Tourists and sportsmen -- Field sports - Lodges


Quite a number of gunners have passed through out town recently en route to the neighboring club houses. Game is said to be unusually plentiful in this section.

Dedication of Church at Onancock.

Infrastructure -- Public : ChurchesArchitecture -- Churches

The handsome new Presbyterian Church at Onancock, was dedicated on last Sunday, with impressive ceremonies. The sermon on the occasion was preached by Rev. W. W. Moore, D. D. professor of Hebrew in the Union Theological Seminary of Virginia.

The church is modern in architecture, built of wood and finished with everything that can minister to the comfort of the worshipers. The main audience room is 35 X 56 feet, with a Sunday school room 18 X 33 adjoining. These rooms are separated by folding doors, which on special occasions can be thrown open, thus forming one large room with a seating capacity of about four hundred. The front entrance is through a tower, which is surmounted by a graceful steeple rising 93 feet from the ground. The interior is finished in a hard oil and the pews are of the most improved pattern. There are in the church twenty windows of superior stained glass, eight of them being memorial windows. The two windows on the right and left of the pulpit are in memory of the Rev. Francis Makemie and his wife, Naomi Makemie. The other windows are in memory of Mrs. S. T. Young, John T. Powell, Robert H. Miles, Robert J. Poulson and his wife, the late Mrs. Catharine P. W. Poulson.

The pulpit furniture and communion table are of oak, finished in hard oil, and are beautiful in design. The reading desk is a present from Mrs. S. M. Caldwell in memory of her grandfather, Mease Smith. The massive oak communion table was presented by Mrs. Charlotte Taylor, in memory of her late husband, Cornelius T. Taylor.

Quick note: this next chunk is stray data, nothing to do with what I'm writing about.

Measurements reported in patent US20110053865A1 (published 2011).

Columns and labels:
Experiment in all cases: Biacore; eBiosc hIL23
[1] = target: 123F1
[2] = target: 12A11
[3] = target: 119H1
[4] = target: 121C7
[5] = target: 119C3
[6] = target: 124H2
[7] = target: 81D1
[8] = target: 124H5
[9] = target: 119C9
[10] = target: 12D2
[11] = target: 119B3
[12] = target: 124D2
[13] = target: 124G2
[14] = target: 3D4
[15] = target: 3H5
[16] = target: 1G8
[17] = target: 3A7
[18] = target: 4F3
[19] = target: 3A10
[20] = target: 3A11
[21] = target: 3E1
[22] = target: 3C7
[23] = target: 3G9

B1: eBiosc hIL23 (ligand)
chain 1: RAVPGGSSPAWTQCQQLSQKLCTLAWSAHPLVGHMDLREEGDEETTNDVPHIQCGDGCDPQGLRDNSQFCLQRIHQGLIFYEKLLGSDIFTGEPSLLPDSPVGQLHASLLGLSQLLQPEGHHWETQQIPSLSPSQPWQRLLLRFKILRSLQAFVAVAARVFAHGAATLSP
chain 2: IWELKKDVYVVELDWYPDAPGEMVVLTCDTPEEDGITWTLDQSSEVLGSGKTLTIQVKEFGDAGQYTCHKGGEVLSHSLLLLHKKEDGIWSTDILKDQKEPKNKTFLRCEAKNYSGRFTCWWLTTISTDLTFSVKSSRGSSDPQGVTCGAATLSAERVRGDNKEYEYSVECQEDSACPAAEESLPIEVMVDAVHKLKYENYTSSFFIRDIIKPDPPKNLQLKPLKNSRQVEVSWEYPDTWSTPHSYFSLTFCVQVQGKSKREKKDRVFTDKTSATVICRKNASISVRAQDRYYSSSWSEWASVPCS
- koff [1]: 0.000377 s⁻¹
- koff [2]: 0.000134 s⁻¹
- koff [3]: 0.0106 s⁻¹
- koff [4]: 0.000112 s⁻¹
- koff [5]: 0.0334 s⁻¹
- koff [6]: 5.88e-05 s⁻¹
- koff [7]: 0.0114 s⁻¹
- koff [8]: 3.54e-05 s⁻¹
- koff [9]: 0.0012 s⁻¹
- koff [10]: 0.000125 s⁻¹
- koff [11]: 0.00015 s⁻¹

The church is lighted at night by three handsome chandeliers, pendant from the roof and is heated from a furnace in the basement. The cost of the building is about $5,000.

A voluntary contribution was made by the congregation on the occasion of $161 to the church.


Women -- Other

Mrs. Georgia Quinby, wife of Mr. Upshur B. Quinby, died last Monday at her home at Onancock, in the fifty-second year of her age. Her illness was of short duration, but her death was not unexpected, as she had been in declining health for many years. She was buried on Tuesday, after funeral services conducted at the M. E. Church, South, Onancock, by her pastor, Rev. George E. Booker, and at her grave in Upshur's Neck by Rev. B. C. Clarke, of the Presbyterian Church. Her husband, two sons, Thomas B. and L. D. Teackle Quinby and four daughters survive her. In noting her death, it is enough to say of her that one of the best women of the Eastern Shore has passed away. She was a lady of many christian graces, prominent in christian work and by her kindness of heart made everyone her friend who came in contact with her.

Peninsula Enterprise
Accomac Court House
December 5, 1896.